• 1
    \$\begingroup\$ Thank you very much. Okay once i fix this i will ask review for it. \$\endgroup\$ – shishir jha Jan 9 at 8:13
  • 1
    \$\begingroup\$ Tested this on wandbox. Tests are passing. Voting for reopen. \$\endgroup\$ – Incomputable Jan 9 at 19:45
  • \$\begingroup\$ C++ doesn't just bolt on OOP, but adds support for more paradigms. Pure OOP isn't really good C++ anyways. And there is Nothing wrong with having a POD, especially as an implementation-detail. \$\endgroup\$ – Deduplicator Jan 9 at 22:23
  • \$\begingroup\$ You don't want to use cout << … inside a library as you might not always want to see the text on the console. \$\endgroup\$ – Phil1970 Jan 12 at 16:38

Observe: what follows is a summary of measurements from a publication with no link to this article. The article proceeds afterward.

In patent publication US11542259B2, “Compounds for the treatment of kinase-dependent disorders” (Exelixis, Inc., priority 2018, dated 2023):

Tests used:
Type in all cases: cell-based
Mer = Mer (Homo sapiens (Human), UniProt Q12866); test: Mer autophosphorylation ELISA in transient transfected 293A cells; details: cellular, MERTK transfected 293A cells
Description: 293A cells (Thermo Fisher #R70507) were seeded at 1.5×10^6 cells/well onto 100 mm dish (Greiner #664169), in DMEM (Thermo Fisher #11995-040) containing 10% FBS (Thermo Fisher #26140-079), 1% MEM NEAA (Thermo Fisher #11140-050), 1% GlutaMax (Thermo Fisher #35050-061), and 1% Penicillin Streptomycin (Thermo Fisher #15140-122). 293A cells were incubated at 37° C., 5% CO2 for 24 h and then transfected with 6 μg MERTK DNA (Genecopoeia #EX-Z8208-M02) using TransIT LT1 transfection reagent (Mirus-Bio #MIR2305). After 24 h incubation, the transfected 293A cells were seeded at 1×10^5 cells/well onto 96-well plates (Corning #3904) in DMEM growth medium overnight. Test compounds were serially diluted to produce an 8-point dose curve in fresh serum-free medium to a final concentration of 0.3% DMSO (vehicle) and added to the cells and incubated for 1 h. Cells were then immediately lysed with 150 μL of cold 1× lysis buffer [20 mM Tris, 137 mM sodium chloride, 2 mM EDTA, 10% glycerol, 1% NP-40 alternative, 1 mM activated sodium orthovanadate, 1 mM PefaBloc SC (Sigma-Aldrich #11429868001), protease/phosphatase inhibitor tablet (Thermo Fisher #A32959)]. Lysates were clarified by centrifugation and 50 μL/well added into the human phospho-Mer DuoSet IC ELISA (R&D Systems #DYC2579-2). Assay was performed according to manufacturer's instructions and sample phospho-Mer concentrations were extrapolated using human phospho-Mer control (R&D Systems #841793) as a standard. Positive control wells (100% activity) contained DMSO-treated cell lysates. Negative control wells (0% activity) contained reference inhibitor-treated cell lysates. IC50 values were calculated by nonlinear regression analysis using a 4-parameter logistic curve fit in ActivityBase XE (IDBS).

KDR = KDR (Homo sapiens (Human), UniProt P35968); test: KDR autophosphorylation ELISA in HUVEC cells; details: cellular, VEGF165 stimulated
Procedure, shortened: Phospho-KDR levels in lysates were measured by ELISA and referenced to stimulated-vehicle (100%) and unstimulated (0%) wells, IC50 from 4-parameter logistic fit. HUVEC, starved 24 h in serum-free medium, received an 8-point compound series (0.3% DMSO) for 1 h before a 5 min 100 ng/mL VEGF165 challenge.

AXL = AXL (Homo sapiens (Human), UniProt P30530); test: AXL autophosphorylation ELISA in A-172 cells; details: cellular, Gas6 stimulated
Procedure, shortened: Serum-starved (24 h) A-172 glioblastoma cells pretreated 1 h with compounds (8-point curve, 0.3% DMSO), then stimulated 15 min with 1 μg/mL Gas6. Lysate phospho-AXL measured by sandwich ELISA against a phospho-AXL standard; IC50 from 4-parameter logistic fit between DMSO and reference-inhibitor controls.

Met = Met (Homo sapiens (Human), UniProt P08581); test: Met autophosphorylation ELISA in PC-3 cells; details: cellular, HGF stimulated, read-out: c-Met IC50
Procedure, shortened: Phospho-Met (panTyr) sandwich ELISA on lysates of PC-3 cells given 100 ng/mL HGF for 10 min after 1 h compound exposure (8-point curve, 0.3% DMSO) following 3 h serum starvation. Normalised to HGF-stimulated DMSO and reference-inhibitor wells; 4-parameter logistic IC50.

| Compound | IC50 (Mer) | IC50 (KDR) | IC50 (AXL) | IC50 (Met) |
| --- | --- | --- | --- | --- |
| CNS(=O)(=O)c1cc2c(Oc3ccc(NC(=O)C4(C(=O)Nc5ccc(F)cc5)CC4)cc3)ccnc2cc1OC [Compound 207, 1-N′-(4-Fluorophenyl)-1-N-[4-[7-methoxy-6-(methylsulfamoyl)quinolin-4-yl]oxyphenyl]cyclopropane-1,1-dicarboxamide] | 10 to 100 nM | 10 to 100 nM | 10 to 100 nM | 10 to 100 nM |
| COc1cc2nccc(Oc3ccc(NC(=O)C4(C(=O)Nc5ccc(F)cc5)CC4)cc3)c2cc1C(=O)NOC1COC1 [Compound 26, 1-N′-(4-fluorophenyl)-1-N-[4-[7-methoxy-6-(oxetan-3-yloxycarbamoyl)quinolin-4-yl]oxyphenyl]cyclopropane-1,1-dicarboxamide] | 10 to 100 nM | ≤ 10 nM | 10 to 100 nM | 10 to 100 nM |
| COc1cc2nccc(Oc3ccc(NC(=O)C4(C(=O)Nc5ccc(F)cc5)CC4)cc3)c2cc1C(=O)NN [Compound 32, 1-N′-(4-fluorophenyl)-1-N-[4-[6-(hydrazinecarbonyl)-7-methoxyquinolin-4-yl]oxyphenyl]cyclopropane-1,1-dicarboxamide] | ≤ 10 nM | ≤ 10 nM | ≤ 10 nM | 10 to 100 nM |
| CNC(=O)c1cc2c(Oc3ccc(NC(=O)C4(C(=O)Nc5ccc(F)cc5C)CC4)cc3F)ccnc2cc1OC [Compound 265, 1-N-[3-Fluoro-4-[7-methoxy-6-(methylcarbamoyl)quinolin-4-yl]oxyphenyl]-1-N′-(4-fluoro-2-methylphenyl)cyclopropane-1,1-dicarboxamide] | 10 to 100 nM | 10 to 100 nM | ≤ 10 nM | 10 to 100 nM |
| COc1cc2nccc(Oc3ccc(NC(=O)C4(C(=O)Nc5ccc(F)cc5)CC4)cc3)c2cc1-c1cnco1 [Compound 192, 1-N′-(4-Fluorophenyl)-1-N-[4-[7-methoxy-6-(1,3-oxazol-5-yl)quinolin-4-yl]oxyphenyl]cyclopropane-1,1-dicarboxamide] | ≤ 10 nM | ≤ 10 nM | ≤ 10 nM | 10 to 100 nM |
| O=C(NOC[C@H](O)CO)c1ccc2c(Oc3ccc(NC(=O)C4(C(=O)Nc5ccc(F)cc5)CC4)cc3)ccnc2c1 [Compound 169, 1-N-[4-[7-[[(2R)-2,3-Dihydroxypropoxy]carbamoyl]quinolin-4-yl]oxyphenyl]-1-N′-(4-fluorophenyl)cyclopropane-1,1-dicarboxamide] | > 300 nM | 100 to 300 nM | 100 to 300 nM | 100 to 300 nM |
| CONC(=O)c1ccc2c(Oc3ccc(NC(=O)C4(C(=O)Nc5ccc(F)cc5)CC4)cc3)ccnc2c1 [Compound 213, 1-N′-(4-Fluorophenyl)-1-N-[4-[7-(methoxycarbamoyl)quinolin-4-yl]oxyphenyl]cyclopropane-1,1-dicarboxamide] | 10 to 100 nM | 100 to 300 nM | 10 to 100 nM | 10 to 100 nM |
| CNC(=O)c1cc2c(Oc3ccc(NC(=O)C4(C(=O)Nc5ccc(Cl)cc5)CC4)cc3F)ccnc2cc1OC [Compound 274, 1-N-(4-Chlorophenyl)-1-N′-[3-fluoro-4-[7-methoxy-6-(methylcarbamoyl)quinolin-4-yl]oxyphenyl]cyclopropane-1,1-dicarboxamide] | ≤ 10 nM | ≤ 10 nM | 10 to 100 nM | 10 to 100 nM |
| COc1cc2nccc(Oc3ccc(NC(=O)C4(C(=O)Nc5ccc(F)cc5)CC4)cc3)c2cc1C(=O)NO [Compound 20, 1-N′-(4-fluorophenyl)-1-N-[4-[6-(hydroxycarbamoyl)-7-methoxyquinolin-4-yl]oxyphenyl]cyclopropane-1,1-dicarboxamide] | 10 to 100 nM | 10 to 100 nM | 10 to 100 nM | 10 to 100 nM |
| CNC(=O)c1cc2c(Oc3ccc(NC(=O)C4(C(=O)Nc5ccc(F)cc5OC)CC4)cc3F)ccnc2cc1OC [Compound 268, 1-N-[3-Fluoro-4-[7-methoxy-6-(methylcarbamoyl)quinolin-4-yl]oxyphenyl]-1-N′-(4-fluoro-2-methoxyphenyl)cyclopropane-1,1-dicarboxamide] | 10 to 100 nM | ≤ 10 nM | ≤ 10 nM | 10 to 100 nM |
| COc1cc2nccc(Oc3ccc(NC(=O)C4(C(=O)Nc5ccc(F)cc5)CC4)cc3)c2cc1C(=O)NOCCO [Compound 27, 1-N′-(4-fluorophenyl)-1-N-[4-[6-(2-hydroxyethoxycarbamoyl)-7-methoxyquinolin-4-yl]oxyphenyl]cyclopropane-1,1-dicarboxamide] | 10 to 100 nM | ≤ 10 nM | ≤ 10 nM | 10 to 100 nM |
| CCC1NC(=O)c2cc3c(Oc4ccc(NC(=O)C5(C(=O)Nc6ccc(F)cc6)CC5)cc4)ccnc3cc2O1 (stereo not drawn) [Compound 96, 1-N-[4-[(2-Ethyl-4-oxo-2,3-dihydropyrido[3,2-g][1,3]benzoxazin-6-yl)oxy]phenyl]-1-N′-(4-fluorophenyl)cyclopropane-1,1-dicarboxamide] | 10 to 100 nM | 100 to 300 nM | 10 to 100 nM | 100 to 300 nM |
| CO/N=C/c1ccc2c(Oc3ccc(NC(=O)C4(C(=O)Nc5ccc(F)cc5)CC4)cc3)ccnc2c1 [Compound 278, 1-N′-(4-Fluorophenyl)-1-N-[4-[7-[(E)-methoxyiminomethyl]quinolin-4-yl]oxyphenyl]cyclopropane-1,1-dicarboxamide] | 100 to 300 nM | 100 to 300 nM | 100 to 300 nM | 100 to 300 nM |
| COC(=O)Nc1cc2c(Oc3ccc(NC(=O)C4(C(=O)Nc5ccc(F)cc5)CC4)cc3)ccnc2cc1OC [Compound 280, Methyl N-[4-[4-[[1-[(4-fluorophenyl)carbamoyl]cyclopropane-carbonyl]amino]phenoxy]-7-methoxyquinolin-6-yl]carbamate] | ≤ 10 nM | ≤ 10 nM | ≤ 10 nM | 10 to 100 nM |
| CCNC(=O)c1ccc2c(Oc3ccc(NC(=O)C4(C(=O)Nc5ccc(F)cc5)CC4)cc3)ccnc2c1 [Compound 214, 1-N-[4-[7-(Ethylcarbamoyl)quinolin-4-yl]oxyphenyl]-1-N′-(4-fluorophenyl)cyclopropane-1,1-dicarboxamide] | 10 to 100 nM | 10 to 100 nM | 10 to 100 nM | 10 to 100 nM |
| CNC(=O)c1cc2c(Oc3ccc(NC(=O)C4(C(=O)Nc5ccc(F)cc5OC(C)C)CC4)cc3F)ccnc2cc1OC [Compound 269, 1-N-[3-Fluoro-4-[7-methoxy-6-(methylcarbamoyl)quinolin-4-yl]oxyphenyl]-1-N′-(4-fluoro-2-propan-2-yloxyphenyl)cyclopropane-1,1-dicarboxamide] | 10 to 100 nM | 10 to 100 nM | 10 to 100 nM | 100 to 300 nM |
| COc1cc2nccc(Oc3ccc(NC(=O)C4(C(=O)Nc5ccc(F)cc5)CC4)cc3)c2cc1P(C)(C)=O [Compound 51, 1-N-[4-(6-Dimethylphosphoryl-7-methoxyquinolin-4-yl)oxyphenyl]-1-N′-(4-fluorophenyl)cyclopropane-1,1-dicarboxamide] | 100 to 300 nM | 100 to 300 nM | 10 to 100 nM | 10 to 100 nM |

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Code Review:

Please stop doing this:

using namespace std;

It's a bad habit that will one day cause you lots of grief because it can silently change the meaning of the code. See: Why is “using namespace std” considered bad practice?

Not indenting after public/private makes it very hard to spot the public interface:

class SingleLL{
    private:
    Node * head;
    Node * tail;
    public:
    SingleLL();
};

Much easier if you had written like this:

class SingleLL{
    private:
        Node * head;
        Node * tail;
    public:
        SingleLL();
};

The * is part of the type. Put it with the type not half way to the identifier.

Node * head

Prefer to use the initializer list to initialize member variables.

SingleLL::SingleLL(){
     head = nullptr;